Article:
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Go Digital By All Means, But Don’t Bring The Venture Capitalists In To Do It

from the guardian It’s brutal out there for public service institutions. They are under relentless pressure to conform to a bizarre form of market logic that requires them to turn a profit, even if the only way to do so is at the expense of the public that has supported them for all these years. Whether that’s archives that are being told to make up their budget shortfalls by selling digital access or the BBC being told to expect a much-reduced license fee and to make up the difference by figuring out how to grow Worldwide, its commercial arm. Even when it’s […]

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Net Neutrality Activists Score Landmark Victory In Fight To Govern The Internet

from the guardian Internet activists scored a landmark victory on Thursday as the top US telecommunications regulator approved a plan to govern broadband internet like a public utility. Following one of the most intense – and bizarre – lobbying battles in the history of modern Washington politics, the Federal Communications Commission (FCC) passed strict new rules that give the body its greatest power over the cable industry since the internet went mainstream. FCC chairman Tom Wheeler – a former telecom lobbyist turned surprise hero of net neutrality supporters – thanked the 4 million people who submitted comments on the new rules. “Your participation […]

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The New Net-Neutrality Policy, in Three Simple Phrases

from The Atlantic The U.S. Federal Communications Commission just adopted strict net-neutrality rules that will treat the Internet like a public utility. What’s in the new regulations? There are three major principles that Internet-service providers—like Comcast, AT&T, Time Warner Cable, and Verizon—have to follow when sending data from their networks to your computer: More here.

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The Big Lock-In

from Medium What if all of the devices in your life had a common interface, controlled by a single company, that picked what video content you could easily search and access online? What if that single company had its own economic reasons to support some “channels” and hide others? Welcome to the world of Xfinity, Comcast’s brand name for its services. You’ve seen the advertising. Now here’s the big idea: If Comcast has its way, Xfinity will be Americans’ window on the world. Basically, our only window. First, some background. In 1996, Congress passed a law directing the FCC to ensure a competitive […]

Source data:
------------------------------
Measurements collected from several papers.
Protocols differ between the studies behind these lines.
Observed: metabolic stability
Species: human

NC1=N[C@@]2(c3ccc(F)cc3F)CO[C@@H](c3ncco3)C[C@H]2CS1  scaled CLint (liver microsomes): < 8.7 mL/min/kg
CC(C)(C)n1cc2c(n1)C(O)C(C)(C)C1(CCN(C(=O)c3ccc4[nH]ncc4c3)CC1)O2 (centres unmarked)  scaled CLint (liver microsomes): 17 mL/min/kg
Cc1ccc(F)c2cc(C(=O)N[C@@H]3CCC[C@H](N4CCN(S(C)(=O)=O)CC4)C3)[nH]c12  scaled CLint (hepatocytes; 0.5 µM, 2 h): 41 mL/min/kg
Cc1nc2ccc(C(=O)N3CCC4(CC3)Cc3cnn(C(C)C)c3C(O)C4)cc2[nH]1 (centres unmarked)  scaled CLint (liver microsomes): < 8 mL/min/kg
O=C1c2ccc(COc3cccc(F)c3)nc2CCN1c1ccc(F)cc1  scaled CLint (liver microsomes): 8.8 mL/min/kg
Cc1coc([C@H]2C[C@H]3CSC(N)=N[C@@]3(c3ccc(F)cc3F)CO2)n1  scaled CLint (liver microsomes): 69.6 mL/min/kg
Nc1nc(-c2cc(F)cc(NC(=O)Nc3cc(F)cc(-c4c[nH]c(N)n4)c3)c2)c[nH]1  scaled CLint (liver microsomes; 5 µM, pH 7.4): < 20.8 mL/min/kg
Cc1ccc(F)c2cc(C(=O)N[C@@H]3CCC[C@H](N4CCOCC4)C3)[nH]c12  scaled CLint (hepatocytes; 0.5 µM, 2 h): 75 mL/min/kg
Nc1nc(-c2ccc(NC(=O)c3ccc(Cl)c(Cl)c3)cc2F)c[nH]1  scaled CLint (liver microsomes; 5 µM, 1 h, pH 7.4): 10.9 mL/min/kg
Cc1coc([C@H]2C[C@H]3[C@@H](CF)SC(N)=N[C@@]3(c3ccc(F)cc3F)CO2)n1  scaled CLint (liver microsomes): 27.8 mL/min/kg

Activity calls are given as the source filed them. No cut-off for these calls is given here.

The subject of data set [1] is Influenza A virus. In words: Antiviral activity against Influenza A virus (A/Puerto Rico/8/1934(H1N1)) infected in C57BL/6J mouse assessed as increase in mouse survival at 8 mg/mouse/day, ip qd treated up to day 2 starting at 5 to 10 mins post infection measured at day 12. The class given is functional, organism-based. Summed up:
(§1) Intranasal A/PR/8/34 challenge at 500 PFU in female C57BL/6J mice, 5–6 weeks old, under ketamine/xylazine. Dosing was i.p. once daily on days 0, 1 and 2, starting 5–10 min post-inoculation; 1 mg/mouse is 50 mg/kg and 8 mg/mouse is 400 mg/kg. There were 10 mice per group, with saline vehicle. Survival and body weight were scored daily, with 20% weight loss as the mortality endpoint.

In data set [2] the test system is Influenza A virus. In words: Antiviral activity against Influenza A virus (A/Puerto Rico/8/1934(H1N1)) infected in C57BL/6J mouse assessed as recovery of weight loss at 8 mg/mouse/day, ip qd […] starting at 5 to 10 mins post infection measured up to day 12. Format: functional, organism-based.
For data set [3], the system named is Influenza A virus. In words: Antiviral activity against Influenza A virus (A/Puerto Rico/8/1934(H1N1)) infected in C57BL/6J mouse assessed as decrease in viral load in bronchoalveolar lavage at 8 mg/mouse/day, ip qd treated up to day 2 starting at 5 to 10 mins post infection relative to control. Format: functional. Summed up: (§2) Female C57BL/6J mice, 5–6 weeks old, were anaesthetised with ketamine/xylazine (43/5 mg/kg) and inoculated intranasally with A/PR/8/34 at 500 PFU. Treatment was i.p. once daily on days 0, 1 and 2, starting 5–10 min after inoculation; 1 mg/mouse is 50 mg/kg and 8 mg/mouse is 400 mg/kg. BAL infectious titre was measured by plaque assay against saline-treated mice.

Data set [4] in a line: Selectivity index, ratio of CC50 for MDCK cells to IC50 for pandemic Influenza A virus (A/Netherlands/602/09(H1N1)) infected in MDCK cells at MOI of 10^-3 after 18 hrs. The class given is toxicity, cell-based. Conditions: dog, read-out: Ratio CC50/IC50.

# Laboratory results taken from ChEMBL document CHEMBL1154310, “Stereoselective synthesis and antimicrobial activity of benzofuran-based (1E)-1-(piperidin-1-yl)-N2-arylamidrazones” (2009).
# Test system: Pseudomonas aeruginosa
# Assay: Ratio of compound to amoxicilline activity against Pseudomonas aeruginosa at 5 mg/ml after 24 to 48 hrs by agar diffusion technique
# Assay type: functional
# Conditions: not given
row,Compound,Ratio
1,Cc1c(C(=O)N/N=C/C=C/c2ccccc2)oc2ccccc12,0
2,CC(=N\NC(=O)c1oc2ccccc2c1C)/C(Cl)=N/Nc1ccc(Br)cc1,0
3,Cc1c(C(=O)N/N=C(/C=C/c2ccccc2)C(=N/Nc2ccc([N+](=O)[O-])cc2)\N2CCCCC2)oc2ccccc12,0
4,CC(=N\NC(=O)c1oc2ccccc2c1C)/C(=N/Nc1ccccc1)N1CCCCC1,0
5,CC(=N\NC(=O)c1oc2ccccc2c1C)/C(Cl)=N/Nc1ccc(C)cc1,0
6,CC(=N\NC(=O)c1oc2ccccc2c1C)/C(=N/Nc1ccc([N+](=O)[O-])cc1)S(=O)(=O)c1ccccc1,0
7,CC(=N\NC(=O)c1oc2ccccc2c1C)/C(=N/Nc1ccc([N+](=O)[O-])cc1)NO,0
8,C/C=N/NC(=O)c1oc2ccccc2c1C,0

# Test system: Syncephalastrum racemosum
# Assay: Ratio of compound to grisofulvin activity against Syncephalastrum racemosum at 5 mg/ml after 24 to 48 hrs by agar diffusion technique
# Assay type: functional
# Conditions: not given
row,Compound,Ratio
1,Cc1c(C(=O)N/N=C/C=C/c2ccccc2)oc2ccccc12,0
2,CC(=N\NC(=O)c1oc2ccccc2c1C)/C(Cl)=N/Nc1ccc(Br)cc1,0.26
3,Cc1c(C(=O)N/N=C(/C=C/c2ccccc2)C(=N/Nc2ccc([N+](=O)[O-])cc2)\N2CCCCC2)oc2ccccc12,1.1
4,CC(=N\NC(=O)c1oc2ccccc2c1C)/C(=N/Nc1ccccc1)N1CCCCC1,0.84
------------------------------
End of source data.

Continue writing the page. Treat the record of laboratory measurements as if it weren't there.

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The Future of the Internet Might Hinge on This Bet

from Medium Humans are driven by metaphors. We can’t help it. “Internet access is like electricity,” we say, and that leads to a host of other mental images: standard plugs for a wealth of devices, warm light against a dark frozen landscape, the burdens of life made more bearable. The warring metaphor now is “the Internet is the new TV,” thoroughly managed, channelized, bent on entertainment, ad-driven, interactive only when it suits someone’s business plan. Both of these metaphors are limited and not quite right. That’s the way metaphors work. But we are in fact ants on a wrinkle of […]

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Two Judges Who Get It About Banks

from NYTs Big banks hold great sway in Washington these days, far more than troubled homeowners do. But outside the Beltway, many people remain caught in the maw of the financial giants, which is why it is heartening when some judges step into the fray. Consider two opinions involving Wells Fargo, a bank that enjoys a somewhat better reputation than many of its peers. On Monday, a judge in a state court in Missouri ordered Wells to pay over $3 million in punitive damages and other costs for abusing a borrower. Then, on Thursday, a judge in Federal Bankruptcy Court in suburban New […]

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Is Public Broadband a Threat to Taxpayers? Let Towns Decide.

from Gigaom A casual observer might think towns across the country are contemplating Communism, rather than construction projects. Such is the state of the national debate over how to build more high speed internet, which is becoming as indispensable to modern life as hot water or electricity. The crux of the debate is over how small cities, especially those where fast internet is in short supply, can get better broadband networks. The right answer, however, should not be a matter of partisan politics — but in looking at the competence of individual towns, and ensuring that their populations can have […]